INSARAG members are part of a worldwide knowledge-sharing network on collapsed structure rescue and operational field coordination. They are invited to annual meetings of the relevant INSARAG Regional Group and to participate in INSARAG working groups. Furthermore, members have access to INSARAG’s information and knowledge-sharing tool, the “Virtual OSOCC” (Virtual On-Site Operations Coordination Centre – http://ocha.unog.ch/virtualosocc) and the Global Disaster Alert and Coordination System (GDACS – http://www.gdacs.org/) on the internet, which provide alert notification in the event of a sudden-onset disaster and real-time information updates and coordination during ongoing disasters.
What are the responsibilities of INSARAG members?
As specified in GA Resolution 57/150 of 16 Dec 2002 and the INSARAG Guidelines:
- Disaster-affected countries:
- Conducting damage and needs assessments as quickly as possible;
- Specifying and prioritizing the nature of assistance required in the request for international assistance;
- Facilitating immigration procedures for international relief personnel;
- Designating a government entity with unique responsibility for coordinating international relief activities;
- Providing information updates and requests immediately on the Virtual OSOCC,
- Use the Reception Centre and OSOCC to facilitate the integration of international assets in the national response effort. assisting countries:
- Deploying only USAR teams that comply with the INSARAG Guidelines;
- Including capacity in USAR teams to be able to cooperate with, establish or strengthen the Reception Centre or OSOCC in the field;
- Providing updates about their response on the Virtual OSOCC.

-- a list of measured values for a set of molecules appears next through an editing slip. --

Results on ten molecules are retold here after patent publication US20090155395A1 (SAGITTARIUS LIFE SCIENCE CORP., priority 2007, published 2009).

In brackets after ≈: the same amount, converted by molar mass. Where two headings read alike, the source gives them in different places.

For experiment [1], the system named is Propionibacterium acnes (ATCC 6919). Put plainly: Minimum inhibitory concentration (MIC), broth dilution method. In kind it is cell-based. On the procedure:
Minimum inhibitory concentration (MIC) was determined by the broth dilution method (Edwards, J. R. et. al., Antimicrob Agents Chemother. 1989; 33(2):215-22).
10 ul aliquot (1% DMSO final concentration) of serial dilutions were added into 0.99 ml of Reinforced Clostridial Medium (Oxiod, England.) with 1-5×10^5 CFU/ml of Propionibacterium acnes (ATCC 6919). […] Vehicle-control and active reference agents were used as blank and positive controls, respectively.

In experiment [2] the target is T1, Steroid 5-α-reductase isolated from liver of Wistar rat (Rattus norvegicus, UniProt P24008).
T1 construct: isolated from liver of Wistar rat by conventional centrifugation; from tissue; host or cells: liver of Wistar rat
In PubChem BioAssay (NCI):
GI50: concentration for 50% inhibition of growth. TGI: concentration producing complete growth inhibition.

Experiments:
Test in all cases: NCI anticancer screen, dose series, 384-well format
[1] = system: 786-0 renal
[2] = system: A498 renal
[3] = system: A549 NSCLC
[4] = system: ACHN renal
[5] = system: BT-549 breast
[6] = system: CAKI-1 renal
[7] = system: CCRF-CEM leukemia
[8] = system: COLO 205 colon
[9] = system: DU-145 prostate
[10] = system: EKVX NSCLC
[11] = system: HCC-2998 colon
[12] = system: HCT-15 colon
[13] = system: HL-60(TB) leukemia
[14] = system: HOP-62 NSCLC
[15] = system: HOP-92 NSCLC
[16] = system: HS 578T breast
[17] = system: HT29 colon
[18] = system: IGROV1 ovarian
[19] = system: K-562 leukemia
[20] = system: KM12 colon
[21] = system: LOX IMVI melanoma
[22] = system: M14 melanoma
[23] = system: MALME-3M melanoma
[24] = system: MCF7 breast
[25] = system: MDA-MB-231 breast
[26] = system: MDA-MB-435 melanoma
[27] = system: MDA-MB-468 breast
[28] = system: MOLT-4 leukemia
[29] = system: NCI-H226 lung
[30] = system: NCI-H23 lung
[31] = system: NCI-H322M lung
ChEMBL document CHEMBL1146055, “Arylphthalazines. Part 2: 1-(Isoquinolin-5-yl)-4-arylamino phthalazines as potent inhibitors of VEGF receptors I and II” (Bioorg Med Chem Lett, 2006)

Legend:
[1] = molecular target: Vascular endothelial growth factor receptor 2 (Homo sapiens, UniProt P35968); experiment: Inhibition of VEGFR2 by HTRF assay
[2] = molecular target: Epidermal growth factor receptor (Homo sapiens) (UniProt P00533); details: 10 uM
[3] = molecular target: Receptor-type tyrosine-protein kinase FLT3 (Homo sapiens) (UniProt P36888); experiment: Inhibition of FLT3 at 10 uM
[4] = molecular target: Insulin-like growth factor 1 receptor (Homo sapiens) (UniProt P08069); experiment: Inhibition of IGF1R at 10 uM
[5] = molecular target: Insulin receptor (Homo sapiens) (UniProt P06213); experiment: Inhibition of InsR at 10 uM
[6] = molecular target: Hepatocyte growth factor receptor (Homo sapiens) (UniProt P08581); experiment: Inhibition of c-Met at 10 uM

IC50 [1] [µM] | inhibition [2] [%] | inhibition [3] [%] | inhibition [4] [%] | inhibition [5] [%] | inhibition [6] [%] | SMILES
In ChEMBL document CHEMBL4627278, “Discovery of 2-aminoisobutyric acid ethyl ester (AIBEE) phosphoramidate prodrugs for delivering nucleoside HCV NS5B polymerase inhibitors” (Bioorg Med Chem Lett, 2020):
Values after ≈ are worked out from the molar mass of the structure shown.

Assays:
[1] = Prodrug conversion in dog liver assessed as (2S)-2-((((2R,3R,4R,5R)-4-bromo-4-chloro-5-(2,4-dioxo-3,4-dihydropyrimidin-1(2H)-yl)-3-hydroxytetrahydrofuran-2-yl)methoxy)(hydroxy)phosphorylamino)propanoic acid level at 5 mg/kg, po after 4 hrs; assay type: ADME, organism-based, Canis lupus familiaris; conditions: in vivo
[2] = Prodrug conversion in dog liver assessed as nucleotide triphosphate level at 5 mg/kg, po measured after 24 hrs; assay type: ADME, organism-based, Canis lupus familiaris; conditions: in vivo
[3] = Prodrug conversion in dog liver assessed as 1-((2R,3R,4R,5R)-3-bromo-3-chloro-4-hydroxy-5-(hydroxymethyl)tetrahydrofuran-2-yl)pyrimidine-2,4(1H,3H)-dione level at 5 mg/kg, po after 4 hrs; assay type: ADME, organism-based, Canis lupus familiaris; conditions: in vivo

What is an OSOCC?
An OSOCC is an On-Site Operations Coordination Centre set up for the purpose of assisting local authorities in a disaster-affected country with the coordination of international relief. The OSOCC should be established as soon as possible following a disaster incident by the first arriving international USAR or United Nations Disaster Assessment and Coordination (UNDAC) team deployed by OCHA.
What has INSARAG developed and achieved?
In the years since its inception, INSARAG’s achievements include:
- Adoption of UN GA Resolution 57/150 on “Strengthening the Effectiveness and Coordination of International USAR Assistance” on 16 December 2002;
- Establishment of a worldwide network of disaster relief organizations divided into three Regional Groups: Africa-Europe-Middle East, Americas and Asia-Pacific;
- Development of Guidelines for international USAR operations, including an international collapsed structure marking system (INSARAG Guidelines);
- Development of an operational field coordination system whereby Reception Centres are set up at entry points into affected countries to facilitate the arrival of USAR teams;
- Development of a concept for the On-Site Operations Coordination Centre (OSOCC) to assist the affected country with the coordination of international response used in all major earthquakes;
- Development of standard criteria for international USAR teams;
- Establishment of a database of international USAR Teams and INSARAG member countries on the internet;
- Creation of the “Virtual OSOCC” on the internet to ensure immediate alert and real-time information exchange following sudden-onset disasters;
- Successful operational coordination of international USAR assistance in the major disasters of recent years, in cooperation with OCHA-Geneva;
- Establishment of a Regional Antenna office in Tunisia to strengthen the INSARAG network in Africa and the Middle East,
- Modification of national disaster response plans in disaster-prone countries to include INSARAG coordination methodology such as use of the Virtual OSOCC, use of the UNDAC team and interaction between local disaster management authorities with Reception Centre and OSOCC.
INSARAG Collapsed Structure Marking System
INSARAG Guidelines stipulate that all USAR teams use a standardized marking system on collapsed structures at the site of an earthquake or man-made emergency. This is to ensure that international urban search and rescue teams can reliably communicate with each other, irrespective of language, in order to avoid duplication of efforts.
Find out more about INSARAG
Field Coordination Support
Emergency Services Branch
United Nations Office for the Coordination of Humanitarian Affairs (OCHA)